He noticed it early his freshman year, but it did not bother him that much. After all, things had been that way even in high school. If he got a B+ or two, so what? He could not envision it fucking up his life. Occasionally, he wondered why the professors wanted to make his life miserable, whether they got some sort of sadistic pleasure out of knowing that he hated and feared them.
But he did not worry much. He thought they were unimportant.
* * *
Sometime in the spring of his sophomore year, he noticed a pattern had developed. It was no longer just the occasional B+ or the floater that he got stuck with. Of course, he did not get along well with his senior tutor; ever since he moved in, the tutor had gone out of his way to have an influence over his life. That was what Harvard was all about--who could wield the most amount of influence over others. And students had few opportunities to control professors or administrators. The system was just unfair.
* * *
About this time, he got into drugs. Not acid or mesc, but a lot of dope smoking. It made it easier to get through the day, and made it easier to put up with the people he had to confront. Whenever he smoked, it became clear that the world was divided into two camps. Some were for him and some were against. But at least it was clear. Once, he got stoned, sprawled out on his bed, and flipped on the stereo. And it was just like the man said: "We won't get fooled again."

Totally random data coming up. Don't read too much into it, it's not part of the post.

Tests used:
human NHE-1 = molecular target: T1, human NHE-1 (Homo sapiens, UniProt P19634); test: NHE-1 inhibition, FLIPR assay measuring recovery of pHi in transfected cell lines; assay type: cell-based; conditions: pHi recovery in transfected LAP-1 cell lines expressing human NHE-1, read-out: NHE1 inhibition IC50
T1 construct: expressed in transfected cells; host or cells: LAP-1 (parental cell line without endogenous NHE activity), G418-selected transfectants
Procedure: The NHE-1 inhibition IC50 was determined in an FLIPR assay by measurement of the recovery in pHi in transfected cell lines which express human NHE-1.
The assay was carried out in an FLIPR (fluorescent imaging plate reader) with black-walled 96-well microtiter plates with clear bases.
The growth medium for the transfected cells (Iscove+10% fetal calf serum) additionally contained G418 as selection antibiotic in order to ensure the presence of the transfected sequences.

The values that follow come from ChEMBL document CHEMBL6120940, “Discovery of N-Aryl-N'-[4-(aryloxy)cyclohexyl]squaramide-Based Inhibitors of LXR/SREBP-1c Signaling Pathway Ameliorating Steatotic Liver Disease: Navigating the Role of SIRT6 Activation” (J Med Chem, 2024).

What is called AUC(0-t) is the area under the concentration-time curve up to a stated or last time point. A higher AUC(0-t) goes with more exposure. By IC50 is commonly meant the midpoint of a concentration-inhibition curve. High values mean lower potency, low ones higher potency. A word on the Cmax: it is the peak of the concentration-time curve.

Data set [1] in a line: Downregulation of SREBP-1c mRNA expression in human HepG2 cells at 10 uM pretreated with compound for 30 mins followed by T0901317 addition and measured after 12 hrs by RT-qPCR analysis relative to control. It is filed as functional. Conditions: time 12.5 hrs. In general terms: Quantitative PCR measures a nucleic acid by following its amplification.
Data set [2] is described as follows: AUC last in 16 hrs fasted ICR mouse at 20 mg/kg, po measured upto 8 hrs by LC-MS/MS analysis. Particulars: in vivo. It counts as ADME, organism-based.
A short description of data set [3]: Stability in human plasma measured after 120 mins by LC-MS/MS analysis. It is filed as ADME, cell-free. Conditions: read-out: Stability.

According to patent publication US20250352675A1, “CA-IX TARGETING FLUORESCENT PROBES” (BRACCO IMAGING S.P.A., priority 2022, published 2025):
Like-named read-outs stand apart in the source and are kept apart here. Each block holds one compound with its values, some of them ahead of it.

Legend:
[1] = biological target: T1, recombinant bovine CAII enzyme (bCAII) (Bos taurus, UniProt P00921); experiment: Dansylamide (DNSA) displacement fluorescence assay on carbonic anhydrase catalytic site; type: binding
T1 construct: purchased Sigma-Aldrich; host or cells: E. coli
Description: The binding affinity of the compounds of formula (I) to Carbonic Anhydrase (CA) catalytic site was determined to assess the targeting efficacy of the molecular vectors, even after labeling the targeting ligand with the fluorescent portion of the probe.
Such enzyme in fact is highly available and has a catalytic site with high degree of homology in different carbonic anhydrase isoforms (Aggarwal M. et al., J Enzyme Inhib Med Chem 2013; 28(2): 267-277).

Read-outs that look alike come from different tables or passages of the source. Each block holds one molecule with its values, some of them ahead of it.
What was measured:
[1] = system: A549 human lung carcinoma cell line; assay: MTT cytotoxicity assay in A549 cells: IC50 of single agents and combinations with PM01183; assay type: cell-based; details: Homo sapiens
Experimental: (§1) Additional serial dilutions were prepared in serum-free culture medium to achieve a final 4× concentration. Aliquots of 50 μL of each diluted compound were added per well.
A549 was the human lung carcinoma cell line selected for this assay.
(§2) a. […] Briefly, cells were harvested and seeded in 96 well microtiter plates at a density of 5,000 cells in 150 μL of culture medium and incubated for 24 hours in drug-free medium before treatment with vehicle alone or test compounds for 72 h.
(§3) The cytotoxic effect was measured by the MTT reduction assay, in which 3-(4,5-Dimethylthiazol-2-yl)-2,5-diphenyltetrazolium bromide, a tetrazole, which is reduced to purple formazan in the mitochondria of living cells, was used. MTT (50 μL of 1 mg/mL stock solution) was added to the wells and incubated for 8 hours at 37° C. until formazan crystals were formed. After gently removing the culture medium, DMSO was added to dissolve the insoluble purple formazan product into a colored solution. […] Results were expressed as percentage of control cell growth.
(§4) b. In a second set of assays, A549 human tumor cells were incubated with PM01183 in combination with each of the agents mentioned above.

One night, he smoked a little too much, and went to bed feeling sick. That night, he had a terrible dream. He could not remember it too well the next day, but the bits and pieces were frightening enough. He dreamed that in his senior year, he wrote a thesis that the Government Department rejected because of an incorrect citation. His adviser read the thesis, praised it, and had not mentioned any possibility that his footnotes might be improper. The rejection was hard enough to accept, but then the department decided to make an example of his case, and denied him credit for his tutorial. Without the credit, he did not have enough courses to graduate.
The department listened unsympathetically; his tutor, who was responsible for grading him, refused to come to his defense. It was obvious the department had pressured the tutor--after all, they had control over the tutor's future, too.
The department was using him as an example to future Government concentrators, he was told. But he knew the real truth; he knew that unseen forces were at work behind closed doors, plotting to ruin his life. And they had the advantage: They could see his closed, confidential file. It was all too real.
He woke up feeling very paranoid. Too much dope, he thought.
* * *
Paranoia strikes deep,
Into your life it will creep,
It starts when you're always afraid,
Step out of line, the men come, and take you away.